Many techniques however raise important security, ethical and legal questions that must be considered. The Human Rights Center at Berkeley School of Law and the UN Office of the High Commissioner for Human Rights have developed a guide on the use of OSINT in investigating violations of international criminal, human rights and humanitarian law, which provides some guidance on such considerations.
For example, as the guide notes, it might be illegal in some jurisdictions to misrepresent your identity on social media. Even if it is not, it may still be a breach of the terms of service of the social media company, and if a false identity is used to access or solicit otherwise inaccessible information from an individual or group, it may violate ethical principles or the law.
Open sources of data for accessing information on public-private partnerships include:
- Company websites, which may outline their products and sometimes even publish lists of customers.
- Company filings to regulators, which often outline important information like their business activities, structure, and revenue. Researchers have been able to make detailed analyses of companies’ corporate structures using such information. Such information is available on platforms such as OpenCorporates.
- Job advertisements placed on commonly accessible recruitment and social media sites like LinkedIn. These often provide clues or details as to what business activities a company is engaged in and where, and what innovations are in the pipeline: for example, a UK journalist was able to access information on a secretive government “super database” using job posting information.
- Shipping and trade data, commonly made available by some governments and companies. For example, Indian authorities publish shipping data about imports and exports, some of which are then accessible on commercial websites. This can be used to identify certain exports: for example, Forensic News identified that an Israeli spyware company had shipped equipment to Uzbekistan’s secret police using shipping data.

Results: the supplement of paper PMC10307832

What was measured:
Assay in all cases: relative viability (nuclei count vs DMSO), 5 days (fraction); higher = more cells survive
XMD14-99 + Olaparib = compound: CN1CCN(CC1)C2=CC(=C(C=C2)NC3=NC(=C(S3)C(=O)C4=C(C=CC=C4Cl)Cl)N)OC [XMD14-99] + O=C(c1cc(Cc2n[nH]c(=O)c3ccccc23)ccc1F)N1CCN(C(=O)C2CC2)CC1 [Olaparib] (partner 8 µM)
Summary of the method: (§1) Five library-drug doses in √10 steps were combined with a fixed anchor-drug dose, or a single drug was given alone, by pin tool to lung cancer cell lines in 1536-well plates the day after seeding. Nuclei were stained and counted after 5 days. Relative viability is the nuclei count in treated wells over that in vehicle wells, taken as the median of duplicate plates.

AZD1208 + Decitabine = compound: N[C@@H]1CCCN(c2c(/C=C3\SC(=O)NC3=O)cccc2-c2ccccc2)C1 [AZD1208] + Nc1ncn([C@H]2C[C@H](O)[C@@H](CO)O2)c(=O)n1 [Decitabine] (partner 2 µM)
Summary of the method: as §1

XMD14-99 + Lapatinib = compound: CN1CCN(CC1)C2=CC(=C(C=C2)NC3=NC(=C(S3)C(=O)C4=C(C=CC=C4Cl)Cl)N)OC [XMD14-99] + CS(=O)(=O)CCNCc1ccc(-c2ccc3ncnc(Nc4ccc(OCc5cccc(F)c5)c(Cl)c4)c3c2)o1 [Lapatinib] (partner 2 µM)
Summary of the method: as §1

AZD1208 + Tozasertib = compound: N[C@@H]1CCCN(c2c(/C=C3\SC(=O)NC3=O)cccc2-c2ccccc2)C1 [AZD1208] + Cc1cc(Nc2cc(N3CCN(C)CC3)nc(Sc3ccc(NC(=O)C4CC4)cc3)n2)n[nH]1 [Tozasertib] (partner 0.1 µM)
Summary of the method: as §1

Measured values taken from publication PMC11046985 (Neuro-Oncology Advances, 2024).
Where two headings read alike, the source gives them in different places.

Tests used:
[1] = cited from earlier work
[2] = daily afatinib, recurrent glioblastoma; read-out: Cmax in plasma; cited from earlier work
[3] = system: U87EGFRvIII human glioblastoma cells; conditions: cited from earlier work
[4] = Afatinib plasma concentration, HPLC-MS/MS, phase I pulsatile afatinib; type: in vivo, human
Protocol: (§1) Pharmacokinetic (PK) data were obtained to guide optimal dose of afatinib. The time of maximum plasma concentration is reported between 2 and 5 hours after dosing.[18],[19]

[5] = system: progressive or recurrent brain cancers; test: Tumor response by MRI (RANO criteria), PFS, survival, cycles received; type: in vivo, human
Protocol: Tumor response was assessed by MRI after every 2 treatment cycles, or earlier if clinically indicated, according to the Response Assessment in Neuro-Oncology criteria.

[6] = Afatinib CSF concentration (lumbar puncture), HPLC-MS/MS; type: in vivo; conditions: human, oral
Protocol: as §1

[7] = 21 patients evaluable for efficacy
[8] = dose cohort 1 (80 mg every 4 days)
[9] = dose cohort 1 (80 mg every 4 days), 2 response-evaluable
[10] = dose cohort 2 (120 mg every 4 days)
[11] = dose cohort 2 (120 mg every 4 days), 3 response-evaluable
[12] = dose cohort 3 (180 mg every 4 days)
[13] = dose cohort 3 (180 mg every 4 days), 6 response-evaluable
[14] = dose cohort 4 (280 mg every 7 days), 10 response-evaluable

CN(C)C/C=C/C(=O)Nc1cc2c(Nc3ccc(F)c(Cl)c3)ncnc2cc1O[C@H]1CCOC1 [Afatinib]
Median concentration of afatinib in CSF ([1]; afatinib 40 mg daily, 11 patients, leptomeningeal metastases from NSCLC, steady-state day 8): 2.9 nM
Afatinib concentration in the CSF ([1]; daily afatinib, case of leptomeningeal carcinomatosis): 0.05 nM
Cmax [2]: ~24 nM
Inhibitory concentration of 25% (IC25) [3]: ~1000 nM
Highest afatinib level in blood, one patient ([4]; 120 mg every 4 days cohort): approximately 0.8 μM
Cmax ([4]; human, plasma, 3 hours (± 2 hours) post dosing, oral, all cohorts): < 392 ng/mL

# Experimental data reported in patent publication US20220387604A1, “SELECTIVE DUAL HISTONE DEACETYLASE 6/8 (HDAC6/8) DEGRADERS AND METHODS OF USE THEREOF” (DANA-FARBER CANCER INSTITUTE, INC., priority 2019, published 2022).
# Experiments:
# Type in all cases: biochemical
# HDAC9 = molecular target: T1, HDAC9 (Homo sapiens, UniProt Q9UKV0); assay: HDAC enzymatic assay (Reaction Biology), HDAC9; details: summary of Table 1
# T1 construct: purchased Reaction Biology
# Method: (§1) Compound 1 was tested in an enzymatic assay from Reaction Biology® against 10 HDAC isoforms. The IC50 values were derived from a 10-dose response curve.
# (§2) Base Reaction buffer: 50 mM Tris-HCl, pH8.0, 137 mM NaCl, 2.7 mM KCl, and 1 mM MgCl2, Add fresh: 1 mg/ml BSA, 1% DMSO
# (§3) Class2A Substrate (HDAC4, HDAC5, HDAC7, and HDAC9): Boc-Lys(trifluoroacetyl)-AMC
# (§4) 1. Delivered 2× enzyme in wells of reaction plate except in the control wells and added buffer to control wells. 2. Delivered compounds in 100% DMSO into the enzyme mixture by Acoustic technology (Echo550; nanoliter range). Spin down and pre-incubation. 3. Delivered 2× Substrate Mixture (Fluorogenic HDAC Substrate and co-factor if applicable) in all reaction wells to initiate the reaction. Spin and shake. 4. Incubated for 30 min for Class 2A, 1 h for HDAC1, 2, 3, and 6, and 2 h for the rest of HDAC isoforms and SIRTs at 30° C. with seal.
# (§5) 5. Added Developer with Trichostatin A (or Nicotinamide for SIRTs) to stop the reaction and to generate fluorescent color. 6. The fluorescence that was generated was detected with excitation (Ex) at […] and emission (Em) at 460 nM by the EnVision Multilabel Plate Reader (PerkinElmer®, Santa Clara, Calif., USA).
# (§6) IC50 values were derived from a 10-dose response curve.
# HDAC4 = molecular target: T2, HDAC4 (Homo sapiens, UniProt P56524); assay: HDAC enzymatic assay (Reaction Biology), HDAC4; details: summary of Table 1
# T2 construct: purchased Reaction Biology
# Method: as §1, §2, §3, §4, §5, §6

- Government aid transparency data. This can often outline instances where government authorities have provided equipment, financing or training to counterparts around the world and therefore provide information about what software or equipment they have access to. For example, using US aid data, it’s possible to map surveillance companies whose products have been provided to governments in Central America.
- Social media networks, including for example professional social networks such as LinkedIn. This is a common source for journalists and can be used to identify certain information regarding individuals and companies but must be used ethically and legally (see above).
ii. Procurement Data
Government procurement data is one of the best open sources for finding information about public-private partnerships. Centralised government procurement sites are available in addition to tender documentation on agencies’ dedicated websites, though in-depth details are often restricted.
Publicly accessible information on tenders – notices which specify that a government authority is seeking to procure a service or product from the private sector – can provide valuable insights. Often the tender will only provide general information, but it can nevertheless serve as a basis for further research, for example through the submission of a Freedom of Information Access (FOIA) request.
For example in the UK, a centralised, publicly-available, and searchable platform exists that allows anyone to search for tenders by government agencies (though in practice many details are withheld on national security grounds).
Similarly, the US, the EU, Russia, and other countries around the world publish tenders on government websites.
Using such government procurement documents in the run up to the Sochi Winter Olympics in 2014, for example, journalists were able to establish and map how the Russian security services were planning to monitor phone and internet communications throughout the games.
After spotting a tender from Frontex (the EU’s border agency) looking for a surveillance company to track people on social media, Privacy International responded with detailed questions about the scheme’s legality. Two days later Frontex cancelled the tender.